e) we help to build the bridges with which to cross the multi-layered divides that pit people against each other causing serious brokenness in society; thus, we become ambassadors of reconciliation;
f) what will be required of us is a gradual self-emptying, a daily dying to self so as to ‘put on the mind of Christ’, discovering his way of being the first Evangelizer. (An early Marist missionary said that it was easy to leave his own country; it was much harder to leave his “self” every day);
g) this empowers and impels us to act justly, to love tenderly and to walk humbly with God.
Although Vatican II ushered in a new understanding of mission Ad Gentes, we are still in the process of conversion and transformation in its practical applications today. In reviewing my own Constitutions and our texts on “mission” that express the core of our charism, I ask myself how well we live the ideal that is presented there for us. What do they call missionaries to live into today? I would like to share some of these texts from our Constitutions with you that were written thirty-five years ago that I believe we need to embrace in an ongoing manner. The following excerpts are taken from the chapter entitled: AT THE SERVICE OF EVANGELIZATION which, for me, indicates a basic underlying attitude of the missionary… “at the service of”.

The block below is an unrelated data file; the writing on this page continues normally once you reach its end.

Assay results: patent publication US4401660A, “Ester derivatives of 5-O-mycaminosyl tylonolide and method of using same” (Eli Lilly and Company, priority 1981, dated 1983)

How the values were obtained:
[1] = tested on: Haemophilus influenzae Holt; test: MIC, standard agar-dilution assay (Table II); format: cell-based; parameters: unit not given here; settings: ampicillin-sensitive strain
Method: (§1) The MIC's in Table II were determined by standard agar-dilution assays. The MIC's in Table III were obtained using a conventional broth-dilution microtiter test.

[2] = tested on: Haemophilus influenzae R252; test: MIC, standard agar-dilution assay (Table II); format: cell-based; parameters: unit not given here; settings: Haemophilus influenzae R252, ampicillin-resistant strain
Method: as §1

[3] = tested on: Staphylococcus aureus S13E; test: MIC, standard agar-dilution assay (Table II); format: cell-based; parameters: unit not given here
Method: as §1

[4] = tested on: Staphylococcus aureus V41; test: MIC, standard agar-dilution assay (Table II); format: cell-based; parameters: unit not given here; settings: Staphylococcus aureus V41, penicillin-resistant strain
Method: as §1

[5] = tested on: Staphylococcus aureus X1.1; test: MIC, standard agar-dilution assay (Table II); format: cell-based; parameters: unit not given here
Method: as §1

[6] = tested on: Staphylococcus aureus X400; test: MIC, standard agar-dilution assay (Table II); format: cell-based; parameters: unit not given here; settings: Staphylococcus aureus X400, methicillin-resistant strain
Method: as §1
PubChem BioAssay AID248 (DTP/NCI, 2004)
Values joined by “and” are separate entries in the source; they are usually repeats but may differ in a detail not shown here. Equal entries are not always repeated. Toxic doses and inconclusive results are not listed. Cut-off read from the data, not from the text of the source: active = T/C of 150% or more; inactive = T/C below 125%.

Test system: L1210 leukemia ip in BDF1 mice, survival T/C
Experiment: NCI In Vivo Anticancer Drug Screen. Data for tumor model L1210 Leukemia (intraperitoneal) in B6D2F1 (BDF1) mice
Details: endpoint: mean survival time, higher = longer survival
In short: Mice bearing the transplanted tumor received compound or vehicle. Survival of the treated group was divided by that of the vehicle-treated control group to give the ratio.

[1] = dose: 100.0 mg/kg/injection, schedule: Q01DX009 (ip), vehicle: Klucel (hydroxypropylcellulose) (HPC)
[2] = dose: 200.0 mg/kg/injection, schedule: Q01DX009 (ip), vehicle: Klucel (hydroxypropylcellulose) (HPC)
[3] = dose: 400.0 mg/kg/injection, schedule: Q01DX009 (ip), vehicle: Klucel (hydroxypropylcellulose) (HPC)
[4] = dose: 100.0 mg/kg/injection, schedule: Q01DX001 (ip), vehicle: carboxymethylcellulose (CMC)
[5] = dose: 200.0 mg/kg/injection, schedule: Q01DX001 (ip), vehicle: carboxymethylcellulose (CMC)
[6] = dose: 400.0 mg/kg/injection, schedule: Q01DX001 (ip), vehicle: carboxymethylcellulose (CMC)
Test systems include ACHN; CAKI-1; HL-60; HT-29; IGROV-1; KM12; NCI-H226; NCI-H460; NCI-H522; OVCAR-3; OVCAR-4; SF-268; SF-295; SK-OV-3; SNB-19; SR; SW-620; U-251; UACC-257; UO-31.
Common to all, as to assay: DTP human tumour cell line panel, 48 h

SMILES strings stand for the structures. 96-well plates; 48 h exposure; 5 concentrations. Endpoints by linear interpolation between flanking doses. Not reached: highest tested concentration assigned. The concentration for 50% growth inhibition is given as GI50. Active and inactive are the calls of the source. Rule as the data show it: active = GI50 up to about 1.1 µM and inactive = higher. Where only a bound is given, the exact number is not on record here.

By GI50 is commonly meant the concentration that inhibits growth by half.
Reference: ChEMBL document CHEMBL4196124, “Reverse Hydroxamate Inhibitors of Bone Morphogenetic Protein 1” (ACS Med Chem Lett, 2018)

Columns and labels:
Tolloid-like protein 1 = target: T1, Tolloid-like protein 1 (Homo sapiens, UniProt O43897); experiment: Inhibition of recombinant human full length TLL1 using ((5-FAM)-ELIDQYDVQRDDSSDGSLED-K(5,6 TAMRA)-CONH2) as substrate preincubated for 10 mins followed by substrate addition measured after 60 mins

In our texts, Marist Missionary Sisters are reminded that:
Mission is the work of God:
“The loving plan of the Father
revealed by the Son
is continued in the Church through the power of the Spirit,
always at work leading all humanity in Christ, to the Father.” (#11)
God sent Jesus to do God’s mission:
“Jesus, sent by the Father, is the First Evangelizer. (cf. #12)
We participate in the mission of Jesus:
“In complete availability, we are ready to leave our own country,
to set out or set out again towards other peoples and other cultures,
knowing that the Spirit precedes us – …” (cf. #16)
We go with respect and openness to mutual evangelization:
“Sent to those who do not know Christ,
those who are seeking to know Him,
or to local churches in need of missionary service,
we open ourselves to their way of life,
ready to receive as well as to give,
having no other aim than to seek humbly, with all,
the coming of the Kingdom in its fullness.” (#17)
We do mission “in the name of Jesus”, in a spirit of collaboration:
“In …different services chosen, in the light of our tradition,
according to the needs of the country and the priorities of the local church,